The Fourth Amendment to the United States Constitution governs the use of search warrants. It prohibits unreasonable searches and seizures and mandates the existence of probable cause before a search warrant is issued. But once a warrant is issued, what does it cover?
How are search warrants issued?
Michigan Statute Section 780.651 spells out the requirements which must be met before a search warrant is issued. Law enforcement goes to a judge in order to get a search warrant. They must convince the judge that probable cause exists to believe that evidence of a crime exists in the place which is to be searched. If the judge concludes that there is a fair probability the evidence exists, they can issue the search warrant.
What can be searched for?
The location of the proposed search must be specified in the warrant. However, depending upon the breadth of the location’s description, law enforcement may be able to search vehicles at that location. A warrant can also include specific individuals to be searched. If it does not, individuals found at the location are generally excluded from the search. But individuals can still be searched independently of the warrant if officers develop probable cause or have safety concerns while there.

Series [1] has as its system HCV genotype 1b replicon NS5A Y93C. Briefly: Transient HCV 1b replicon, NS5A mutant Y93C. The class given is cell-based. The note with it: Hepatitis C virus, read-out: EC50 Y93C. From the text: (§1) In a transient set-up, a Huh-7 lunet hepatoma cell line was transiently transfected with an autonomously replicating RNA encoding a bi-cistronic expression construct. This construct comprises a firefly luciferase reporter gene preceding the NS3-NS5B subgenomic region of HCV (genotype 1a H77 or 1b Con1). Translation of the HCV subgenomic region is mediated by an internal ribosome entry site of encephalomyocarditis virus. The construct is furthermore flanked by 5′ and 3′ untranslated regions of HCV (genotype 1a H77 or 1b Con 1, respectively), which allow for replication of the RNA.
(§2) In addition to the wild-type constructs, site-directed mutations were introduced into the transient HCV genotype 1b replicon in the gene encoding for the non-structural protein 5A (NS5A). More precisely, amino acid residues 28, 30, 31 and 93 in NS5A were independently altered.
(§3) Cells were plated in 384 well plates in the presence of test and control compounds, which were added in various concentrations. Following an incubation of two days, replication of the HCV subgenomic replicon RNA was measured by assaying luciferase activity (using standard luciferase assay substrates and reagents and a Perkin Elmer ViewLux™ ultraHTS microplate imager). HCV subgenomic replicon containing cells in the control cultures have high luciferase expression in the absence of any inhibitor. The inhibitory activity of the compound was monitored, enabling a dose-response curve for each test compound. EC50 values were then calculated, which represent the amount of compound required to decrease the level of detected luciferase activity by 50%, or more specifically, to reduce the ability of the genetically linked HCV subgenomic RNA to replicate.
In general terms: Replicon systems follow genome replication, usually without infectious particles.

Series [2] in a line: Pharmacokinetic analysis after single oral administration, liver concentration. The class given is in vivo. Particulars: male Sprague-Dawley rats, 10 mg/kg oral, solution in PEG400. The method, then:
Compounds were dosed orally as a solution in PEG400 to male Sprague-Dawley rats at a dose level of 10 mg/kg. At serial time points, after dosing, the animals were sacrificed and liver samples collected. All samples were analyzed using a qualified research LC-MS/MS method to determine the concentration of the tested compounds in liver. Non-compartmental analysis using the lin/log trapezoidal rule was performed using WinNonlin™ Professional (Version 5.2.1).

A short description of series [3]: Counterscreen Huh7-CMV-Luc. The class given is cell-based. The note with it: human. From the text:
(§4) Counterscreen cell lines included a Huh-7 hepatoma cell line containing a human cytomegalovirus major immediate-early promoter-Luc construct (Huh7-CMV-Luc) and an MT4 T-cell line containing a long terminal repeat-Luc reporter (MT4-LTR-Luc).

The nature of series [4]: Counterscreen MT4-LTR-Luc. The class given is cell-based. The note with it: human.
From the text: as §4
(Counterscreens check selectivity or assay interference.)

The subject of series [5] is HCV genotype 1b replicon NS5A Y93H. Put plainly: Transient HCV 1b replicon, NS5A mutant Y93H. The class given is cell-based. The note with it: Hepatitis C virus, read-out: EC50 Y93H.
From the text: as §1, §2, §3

Michigan law lists many things that may be searched for with a warrant, including stolen property, contraband and anything which is intended to be used in the commission of a crime. Anything which is evidence of a past crime may be searched for, as well as the bodies of either human beings or animals.
Law enforcement may seize anything which falls within the warrant’s description but they are not limited to the warrant. If, while conducting the warrant search, they find anything else which would also be in violation of the law, they can seize that too.
Challenging the issuance and execution of a search warrant can be a viable way to defend against criminal charges. An experienced Michigan criminal defense attorney can help determine whether challenging the warrant is an appropriate avenue to attack a prosecutor’s case.